The Erie County Legislature, during a special session Thursday, unanimously approved a measure that will allow the control board to conduct short-term borrowing on the county’s behalf, saving the county an estimated $220,000 in financing costs.
Whether the county should conduct its own short-term borrowing, or use the superior bond rating power of the Erie County Fiscal Stability Authority – also known as the control board – had been a source of contention between County Executive Mark C. Poloncarz and the Republican-aligned members of the Legislature.
Poloncarz, a Democrat, last month declined to issue a declaration of need, allowing the control board to issue a $110 million revenue anticipation note on the county’s behalf to cover any cash flow shortage the county might experience through early next year.
Poloncarz had argued that, while he was in favor of borrowing at the cheapest rate possible, it was also about time the county began coming out from under the control board’s shadow.
Since March, Poloncarz said, he had been after County Comptroller Stefan I. Mychajliw, a Republican, to seek proposals from banks willing to underwrite the county’s bonds in order to see if any could offer an interest rate that was less expensive than the rate at which the control board could borrow.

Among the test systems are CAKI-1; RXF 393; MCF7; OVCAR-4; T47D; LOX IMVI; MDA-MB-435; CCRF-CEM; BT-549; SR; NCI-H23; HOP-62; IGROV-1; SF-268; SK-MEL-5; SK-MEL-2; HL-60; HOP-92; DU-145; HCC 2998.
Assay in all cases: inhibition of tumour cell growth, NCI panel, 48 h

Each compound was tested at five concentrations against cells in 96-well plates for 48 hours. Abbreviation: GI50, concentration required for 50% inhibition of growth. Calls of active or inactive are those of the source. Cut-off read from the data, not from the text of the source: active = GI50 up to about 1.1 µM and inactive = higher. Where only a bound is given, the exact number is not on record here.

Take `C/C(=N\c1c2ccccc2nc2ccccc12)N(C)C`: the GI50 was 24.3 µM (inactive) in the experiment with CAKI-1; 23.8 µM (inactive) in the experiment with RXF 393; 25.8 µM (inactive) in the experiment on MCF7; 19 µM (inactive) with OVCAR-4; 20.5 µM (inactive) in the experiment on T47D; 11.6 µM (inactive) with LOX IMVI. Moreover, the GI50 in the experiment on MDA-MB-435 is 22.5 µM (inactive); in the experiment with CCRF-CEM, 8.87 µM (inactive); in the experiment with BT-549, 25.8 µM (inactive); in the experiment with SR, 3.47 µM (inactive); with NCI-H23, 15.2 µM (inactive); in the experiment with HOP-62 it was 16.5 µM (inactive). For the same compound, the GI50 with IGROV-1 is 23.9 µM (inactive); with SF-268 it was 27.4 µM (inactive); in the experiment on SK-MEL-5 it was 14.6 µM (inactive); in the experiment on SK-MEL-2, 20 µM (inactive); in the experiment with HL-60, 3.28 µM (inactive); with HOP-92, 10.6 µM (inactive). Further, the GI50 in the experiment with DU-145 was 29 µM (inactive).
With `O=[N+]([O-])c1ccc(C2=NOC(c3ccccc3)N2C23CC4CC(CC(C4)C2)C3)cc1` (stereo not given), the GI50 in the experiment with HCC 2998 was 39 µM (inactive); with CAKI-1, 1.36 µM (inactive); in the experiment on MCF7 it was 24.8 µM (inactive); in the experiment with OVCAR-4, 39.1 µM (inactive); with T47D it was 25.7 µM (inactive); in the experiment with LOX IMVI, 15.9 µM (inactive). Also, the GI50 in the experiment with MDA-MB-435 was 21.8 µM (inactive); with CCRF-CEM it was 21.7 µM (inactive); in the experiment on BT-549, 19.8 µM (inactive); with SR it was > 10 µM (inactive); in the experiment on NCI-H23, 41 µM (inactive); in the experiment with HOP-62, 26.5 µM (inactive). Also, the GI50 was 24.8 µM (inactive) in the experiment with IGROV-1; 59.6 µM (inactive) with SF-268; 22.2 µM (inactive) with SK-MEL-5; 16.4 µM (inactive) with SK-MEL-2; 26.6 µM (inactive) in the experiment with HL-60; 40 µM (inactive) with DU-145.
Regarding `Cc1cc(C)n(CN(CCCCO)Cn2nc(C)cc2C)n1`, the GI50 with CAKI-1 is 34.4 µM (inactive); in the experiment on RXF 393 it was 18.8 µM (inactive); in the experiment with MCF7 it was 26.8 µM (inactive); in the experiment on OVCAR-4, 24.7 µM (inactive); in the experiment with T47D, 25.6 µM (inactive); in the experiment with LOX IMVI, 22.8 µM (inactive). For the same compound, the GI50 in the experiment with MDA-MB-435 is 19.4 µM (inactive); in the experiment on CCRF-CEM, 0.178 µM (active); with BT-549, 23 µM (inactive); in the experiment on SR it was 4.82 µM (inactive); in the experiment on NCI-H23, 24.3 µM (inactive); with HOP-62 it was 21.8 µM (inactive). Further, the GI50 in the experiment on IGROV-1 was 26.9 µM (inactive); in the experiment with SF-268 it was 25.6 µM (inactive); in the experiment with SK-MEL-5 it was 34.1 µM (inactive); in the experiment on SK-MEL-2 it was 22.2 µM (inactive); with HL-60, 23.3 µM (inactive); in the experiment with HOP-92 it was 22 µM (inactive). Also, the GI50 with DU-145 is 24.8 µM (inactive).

The comptroller eventually solicited those proposals. Mark Cornell, a spokesman for Poloncarz, said Thursday that the Comptroller’s Office last Friday completed its analysis of those proposals showing that the control board offered the greatest savings, after which Poloncarz, on the following Monday, agreed to issue a declaration of need to conduct the county’s short-term borrowing through the control board.
However, in a statement Thursday, Legislature Majority Leader Joseph C. Lorigo, C-West Seneca, lamented that Poloncarz took too long to issue the declaration of need.
“Unfortunately, this has been the administration’s standard operating procedure with regard to borrowing,” Lorigo said in a statement Thursday.
“Each year, he has waited until the last possible moment to issue the declaration of need, which calls into question whether he believes in saving taxpayer money,” said Lorigo, who also is chairman of the Legislature’s Finance and Management Committee.
Cornell on Thursday dismissed Lorigo’s lament as political posturing.
“The county executive has said all along that before deciding whether or not to request a declaration, he wanted to see who could borrow a short-term note cheaper, the county or the control board. The only way we could find that out is after the comptroller did his (request for proposals) and did his analysis,” Cornell said.
The Legislature at its June 26 session approved a resolution strongly urging the county executive to issue the declaration of need. Before going into its summer recess on July 24, the Legislature approved the revenue anticipation note in order to ensure that the money could be bonded and county government remain operational, Lorigo said.
The bonding process is expected to be concluded at the end of this month.